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Aunty Jams the burger specialist
Jamilia Constance tried her hand at media and insurance for some time, but all the while entrepreneurship tugged at her heartstrings. Having delayed for far too long, after the birth of her son, she decided it was time to ditch the nine-to-five hustle and start her own business, building a burger brand that has grown popular along the East-West corridor. Today the 32-year-old chats with the Sunday Guardian as she takes us through her journey of establishing Aunty Jams.
Tell us a little bit about your background?
It might sound cliché, but I grew up with tough love. My mom played the role of both parents to my sister and me. She sacrificed a lot to make sure we were comfortable and always ensured our bellies were filled. We grew up renting but wherever we landed, my sweet mother, whose name is Rose, always made sure we had access to the kitchen on Sunday and this is where the magic began.
My family roots stem from the Southlands. I studied journalism and communication at Costaatt and political science at UWI. I worked at a television station after graduation, then went into the insurance field where I helped a lot of families. However, I would always be simultaneously dabbling in food. I did catering for small and large events. It’s only when I got pregnant with my son, Luke Zion, that I decided to take a break and focus on him. During this time, I invested in my first food truck. I would take care of Luke in the day and work the food truck in the evening.
Becoming an entrepreneur, was it always a goal of yours?
I always have an idea. Anyone close to me knows this. It’s like my bulbs are always on. I was always attracted to the idea of owning my own business. Creating jobs and opportunities for others whilst accomplishing my goals is just brilliant.
What was the deciding factor? And when exactly did you start your own business?
People who tasted my hand would always rave about how sweet my food tasted and they would encourage me to start my own restaurant. I wanted to but the starting costs attached to that vision went beyond my budget. So I invested in the food truck. I bought a Kia 2700 local used van and fabricated the back of it into a kitchen. We officially started the business in December 2015. We started selling in Santa Cruz opposite the Santa Cruz Food Basket grocery. It was a leap of faith but we had nothing to lose. Customers loved the food and that was satisfying.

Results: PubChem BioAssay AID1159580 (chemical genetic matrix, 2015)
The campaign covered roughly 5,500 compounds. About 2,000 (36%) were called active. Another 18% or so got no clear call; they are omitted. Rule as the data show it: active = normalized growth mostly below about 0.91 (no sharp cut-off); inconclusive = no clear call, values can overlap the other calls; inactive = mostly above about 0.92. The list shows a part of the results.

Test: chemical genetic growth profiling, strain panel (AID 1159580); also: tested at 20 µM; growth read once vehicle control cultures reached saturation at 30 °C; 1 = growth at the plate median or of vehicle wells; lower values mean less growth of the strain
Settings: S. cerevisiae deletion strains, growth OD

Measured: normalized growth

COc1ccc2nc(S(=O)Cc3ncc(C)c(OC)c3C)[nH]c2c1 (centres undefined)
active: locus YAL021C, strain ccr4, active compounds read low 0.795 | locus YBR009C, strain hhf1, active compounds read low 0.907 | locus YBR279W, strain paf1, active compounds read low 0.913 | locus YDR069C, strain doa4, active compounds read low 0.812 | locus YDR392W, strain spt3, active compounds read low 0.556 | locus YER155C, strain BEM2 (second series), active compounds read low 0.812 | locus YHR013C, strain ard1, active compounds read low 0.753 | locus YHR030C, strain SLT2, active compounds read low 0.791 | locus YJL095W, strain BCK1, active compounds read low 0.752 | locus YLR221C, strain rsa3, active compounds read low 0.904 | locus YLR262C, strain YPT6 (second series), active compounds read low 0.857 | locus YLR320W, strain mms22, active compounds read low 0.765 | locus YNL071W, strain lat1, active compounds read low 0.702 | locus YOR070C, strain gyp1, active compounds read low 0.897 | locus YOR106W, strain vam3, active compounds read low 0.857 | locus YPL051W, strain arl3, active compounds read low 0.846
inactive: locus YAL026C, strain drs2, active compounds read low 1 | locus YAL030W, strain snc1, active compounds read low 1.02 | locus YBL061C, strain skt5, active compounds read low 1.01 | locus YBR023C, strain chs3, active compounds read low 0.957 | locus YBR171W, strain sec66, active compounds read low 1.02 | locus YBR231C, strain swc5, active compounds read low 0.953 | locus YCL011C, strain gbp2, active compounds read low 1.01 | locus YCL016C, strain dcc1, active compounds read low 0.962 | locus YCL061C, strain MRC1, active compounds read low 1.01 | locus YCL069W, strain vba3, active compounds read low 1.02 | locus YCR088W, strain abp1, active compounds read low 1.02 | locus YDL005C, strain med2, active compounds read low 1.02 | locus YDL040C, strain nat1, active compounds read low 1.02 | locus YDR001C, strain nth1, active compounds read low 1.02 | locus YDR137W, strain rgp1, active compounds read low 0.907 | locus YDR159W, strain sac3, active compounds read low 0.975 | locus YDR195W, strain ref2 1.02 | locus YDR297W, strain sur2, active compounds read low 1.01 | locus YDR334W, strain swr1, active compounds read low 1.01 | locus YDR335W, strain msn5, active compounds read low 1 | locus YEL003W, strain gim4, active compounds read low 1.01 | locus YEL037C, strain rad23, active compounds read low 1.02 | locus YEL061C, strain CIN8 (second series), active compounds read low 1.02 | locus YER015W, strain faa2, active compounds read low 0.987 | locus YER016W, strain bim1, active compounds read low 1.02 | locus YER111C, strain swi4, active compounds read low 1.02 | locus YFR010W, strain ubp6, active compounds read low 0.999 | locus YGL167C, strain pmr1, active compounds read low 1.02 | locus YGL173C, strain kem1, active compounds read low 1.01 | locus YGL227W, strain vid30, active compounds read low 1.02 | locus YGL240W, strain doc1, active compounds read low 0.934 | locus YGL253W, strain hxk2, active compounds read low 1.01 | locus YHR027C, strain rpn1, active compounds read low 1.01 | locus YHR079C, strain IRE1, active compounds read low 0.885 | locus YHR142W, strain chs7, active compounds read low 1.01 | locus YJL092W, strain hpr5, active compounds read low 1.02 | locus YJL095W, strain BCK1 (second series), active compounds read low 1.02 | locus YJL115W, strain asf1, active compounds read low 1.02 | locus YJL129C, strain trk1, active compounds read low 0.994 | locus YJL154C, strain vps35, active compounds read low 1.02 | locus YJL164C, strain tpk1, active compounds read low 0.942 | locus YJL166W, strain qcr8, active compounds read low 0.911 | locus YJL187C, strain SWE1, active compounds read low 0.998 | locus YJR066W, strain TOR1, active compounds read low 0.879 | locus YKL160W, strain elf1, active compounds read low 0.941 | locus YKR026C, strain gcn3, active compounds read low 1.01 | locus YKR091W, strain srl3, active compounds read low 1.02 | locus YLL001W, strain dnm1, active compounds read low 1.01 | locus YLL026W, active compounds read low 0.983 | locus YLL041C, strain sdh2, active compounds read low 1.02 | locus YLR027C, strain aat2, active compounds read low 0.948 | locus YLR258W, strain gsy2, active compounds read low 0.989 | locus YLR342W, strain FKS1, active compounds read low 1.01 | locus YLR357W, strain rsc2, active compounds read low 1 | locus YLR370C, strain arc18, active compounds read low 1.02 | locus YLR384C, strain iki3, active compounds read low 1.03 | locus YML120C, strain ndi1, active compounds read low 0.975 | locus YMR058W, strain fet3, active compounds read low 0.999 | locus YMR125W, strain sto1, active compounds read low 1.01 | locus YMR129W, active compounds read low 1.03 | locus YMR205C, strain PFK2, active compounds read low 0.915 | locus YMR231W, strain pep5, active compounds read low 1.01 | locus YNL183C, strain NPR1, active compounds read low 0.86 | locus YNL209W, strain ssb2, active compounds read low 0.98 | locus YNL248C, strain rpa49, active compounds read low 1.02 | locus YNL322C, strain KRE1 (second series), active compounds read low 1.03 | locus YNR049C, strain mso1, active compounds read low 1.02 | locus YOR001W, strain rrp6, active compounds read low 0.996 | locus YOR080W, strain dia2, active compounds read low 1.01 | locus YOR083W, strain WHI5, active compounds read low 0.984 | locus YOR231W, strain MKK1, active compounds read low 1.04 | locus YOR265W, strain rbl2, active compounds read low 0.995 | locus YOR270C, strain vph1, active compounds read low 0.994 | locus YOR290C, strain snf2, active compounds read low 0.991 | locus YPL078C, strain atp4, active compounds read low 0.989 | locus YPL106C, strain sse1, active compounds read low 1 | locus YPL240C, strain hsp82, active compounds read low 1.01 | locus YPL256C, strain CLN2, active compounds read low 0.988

You decided to get into food. Tell us why? And how has that been going?
I love, love, love food! Not in a gluttony kind of way. But it’s more like an appreciation for its many flavours and when combined, the magic it can create on one's palate is priceless. I always say food is life. It nourishes, it excites and it makes us happy. A good plate of food can change someone's entire mood.
How did you get your start-up? Was the business purely self- funded or did you utilise the assistance of Nedco?
It was purely self-funded. I saved every penny for this business.
Entrepreneurship, what are the challenges and the joys? What lessons have you learned and can now pass on?
There will always be challenges in life, its never-ending but over time I have learned that your emotions can make or break you. The joy I get in providing this service is seeing the long line standing outside my truck and witnessing the joy a customer gets after their first bite.
What’s the story behind the name Aunty Jams?
The initial name of the business was Trini Cravings. But the children who would buy from me would always call me Aunty Jams and it just stuck with me.
What would you describe as the benefits of being an entrepreneur rather than someone locked into the 9-5 hustle?
You have freedom to make your own decisions. Your business is a reflection of your efforts and within this framework, you have to be very disciplined to ensure your foundation does not crash. Benefits are far off for me as I am still in the building stages. But when I do become successful, and by God’s grace I will, Aunty Jams will feed the world, or at least most of it.
Where are you stationed?
We are currently situated at the Eddie Hart Grounds. We also cater to special events.
What’s the next move for Aunty Jams?
I would like to get a permanent location and if God sees it fit, start a franchise chain.
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